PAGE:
Somalia Cracks Down on Illegal Fishing

Bosaso, Somalia – A region in Somalia is cracking down on an upsurge in illegal fishing off its coast as fleets flock to waters where foreign naval forces have been taking on the pirates that make fishing a risky business.

Describing illegal fishing as “a national disaster”, President Abdiweli Ali Gas of the autonomous state of Puntland, in the country’s northeast, ordered four South Korean trawlers into port following claims they broke local laws.

Environmentalists used satellite technology to document the vessels trawling the seabed for catches that Al Jazeera discovered are mostly ending up in Italy – despite European Union regulations banning imports of illegally caught fish.

Scientists are warning unregulated trawling of the seabed may have devastated the marine environment and fish populations along Somalia’s 3,300km coastline, the longest in Africa but one where certain species are particularly vulnerable to overfishing.

“Illegal fishing operators prey on coastal countries where the authorities cannot monitor and control their activities,” Steve Trent, executive director of the Environmental Justice Foundation, told Al Jazeera. “Typically these are places where local communities rely heavily on fishing for food and jobs.”

‘Protection’ from pirates

Following allegations that the South Korean vessels had been breaking fishing laws – despite having licences to operate in the region – Puntland’s president ordered the trawlers into the port of Bosaso. The ships are believed to have flouted laws on where and how they can fish, with local fishing communities complaining the trawlers are operating just 3.2km from shore.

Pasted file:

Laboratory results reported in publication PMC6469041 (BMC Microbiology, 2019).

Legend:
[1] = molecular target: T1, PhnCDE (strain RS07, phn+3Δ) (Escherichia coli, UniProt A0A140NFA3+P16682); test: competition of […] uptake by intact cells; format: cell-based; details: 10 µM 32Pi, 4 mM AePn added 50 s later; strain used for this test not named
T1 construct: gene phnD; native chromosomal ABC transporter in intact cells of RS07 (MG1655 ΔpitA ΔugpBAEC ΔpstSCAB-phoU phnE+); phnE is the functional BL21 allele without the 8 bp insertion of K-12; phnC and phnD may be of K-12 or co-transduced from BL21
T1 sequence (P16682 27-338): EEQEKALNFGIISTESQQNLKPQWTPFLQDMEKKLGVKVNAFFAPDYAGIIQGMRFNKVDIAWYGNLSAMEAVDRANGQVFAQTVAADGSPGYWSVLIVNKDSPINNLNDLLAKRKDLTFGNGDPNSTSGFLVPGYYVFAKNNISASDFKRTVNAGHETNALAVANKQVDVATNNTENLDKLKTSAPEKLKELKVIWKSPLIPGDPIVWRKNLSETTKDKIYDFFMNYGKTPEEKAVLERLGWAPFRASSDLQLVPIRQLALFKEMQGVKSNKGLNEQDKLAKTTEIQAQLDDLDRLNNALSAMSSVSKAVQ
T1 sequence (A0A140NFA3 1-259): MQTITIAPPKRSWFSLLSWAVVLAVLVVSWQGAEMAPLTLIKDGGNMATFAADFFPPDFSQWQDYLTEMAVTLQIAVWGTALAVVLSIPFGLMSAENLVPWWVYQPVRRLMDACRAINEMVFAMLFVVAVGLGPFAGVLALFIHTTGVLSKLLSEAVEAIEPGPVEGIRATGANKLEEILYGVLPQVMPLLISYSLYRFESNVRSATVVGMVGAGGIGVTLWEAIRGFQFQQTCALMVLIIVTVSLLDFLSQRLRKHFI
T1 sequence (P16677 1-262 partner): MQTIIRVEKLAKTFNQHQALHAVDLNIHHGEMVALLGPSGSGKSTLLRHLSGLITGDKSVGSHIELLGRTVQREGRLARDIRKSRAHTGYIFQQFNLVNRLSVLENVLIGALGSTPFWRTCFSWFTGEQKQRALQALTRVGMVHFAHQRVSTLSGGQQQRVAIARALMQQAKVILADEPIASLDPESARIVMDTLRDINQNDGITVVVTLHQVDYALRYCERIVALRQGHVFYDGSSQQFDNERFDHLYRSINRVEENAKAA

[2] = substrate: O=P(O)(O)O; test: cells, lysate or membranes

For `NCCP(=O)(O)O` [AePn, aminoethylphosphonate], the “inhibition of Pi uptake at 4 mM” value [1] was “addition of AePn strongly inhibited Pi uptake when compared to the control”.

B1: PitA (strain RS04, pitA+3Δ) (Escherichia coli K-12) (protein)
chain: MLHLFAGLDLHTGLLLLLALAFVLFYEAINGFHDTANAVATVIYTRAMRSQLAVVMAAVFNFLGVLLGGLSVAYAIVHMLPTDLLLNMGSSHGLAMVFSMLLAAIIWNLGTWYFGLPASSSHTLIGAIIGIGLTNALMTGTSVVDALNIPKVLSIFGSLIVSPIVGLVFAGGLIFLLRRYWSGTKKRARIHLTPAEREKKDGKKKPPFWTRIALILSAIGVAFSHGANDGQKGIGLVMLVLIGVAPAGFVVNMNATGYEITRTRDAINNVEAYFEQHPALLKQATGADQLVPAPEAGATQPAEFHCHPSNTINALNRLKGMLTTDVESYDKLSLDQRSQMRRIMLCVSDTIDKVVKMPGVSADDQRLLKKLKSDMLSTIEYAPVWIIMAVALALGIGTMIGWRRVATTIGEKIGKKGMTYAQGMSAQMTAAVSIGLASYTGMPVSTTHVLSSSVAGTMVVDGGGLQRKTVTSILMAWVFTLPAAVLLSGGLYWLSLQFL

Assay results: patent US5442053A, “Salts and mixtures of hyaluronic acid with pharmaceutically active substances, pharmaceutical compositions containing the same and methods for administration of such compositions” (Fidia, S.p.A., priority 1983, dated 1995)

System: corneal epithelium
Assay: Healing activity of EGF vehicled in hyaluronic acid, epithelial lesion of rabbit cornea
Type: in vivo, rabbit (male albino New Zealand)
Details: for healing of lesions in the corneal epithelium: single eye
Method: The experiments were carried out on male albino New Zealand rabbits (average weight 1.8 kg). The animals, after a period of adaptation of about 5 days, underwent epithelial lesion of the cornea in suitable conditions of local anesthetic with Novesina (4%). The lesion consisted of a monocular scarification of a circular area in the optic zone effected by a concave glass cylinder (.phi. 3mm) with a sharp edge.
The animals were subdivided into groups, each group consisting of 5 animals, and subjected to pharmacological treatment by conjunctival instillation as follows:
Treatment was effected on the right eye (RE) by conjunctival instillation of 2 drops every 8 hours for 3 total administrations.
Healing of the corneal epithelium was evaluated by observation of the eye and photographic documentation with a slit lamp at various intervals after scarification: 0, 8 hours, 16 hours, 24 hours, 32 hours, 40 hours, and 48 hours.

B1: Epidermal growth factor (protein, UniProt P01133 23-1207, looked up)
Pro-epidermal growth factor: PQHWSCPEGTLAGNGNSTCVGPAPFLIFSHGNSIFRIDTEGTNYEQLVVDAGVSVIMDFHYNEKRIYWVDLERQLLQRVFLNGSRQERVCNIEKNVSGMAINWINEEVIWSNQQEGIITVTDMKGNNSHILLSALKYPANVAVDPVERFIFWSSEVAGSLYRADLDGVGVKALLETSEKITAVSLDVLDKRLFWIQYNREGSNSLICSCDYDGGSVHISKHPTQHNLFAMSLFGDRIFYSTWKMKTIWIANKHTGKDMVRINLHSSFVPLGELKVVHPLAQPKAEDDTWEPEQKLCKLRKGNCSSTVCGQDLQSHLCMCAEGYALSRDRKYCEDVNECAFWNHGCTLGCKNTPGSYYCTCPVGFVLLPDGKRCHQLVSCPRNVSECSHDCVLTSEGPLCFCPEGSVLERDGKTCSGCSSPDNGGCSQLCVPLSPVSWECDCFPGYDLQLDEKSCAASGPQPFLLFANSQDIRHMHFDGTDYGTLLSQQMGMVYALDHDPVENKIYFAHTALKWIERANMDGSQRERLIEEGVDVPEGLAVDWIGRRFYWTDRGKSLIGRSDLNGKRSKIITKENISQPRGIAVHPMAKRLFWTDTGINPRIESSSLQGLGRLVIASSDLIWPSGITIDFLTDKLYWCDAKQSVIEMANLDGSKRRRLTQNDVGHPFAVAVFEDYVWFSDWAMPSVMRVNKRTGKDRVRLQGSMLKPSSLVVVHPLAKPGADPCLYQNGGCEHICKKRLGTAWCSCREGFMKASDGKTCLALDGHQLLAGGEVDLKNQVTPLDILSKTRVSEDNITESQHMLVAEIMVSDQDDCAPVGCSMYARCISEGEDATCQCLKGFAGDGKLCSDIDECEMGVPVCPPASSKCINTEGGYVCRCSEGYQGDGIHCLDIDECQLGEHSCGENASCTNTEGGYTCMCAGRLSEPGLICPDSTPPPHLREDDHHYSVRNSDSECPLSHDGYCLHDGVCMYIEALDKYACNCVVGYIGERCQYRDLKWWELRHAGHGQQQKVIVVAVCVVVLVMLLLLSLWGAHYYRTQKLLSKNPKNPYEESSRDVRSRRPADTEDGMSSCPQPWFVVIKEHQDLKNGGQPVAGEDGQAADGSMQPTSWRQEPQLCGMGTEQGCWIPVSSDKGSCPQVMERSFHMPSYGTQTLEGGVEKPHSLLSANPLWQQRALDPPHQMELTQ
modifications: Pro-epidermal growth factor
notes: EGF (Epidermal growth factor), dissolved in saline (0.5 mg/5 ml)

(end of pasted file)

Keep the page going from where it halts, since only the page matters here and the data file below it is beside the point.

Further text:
“The fact that product from the vessels we have tracked operating in Puntland continues to find its way into Europe is evidence of the need to strengthen the implementation of the EU’s efforts to block IUU [illegal, unreported and unregulated] imports,” said Trent. An official from Puntland’s Ministry of Fisheries, who agreed to speak on the condition of anonymity, said the 500-tonne ships regularly fish in protected areas, endangering local fishermen, and reportedly catching species relied upon by communities that face what the UN Food and Agriculture Organisation says are “critical” food shortages.

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Author Andy Hickman worked on the Al Jazeera pirate fishing investigation in Sierra Leone
Photo Credits: Al Jazeera

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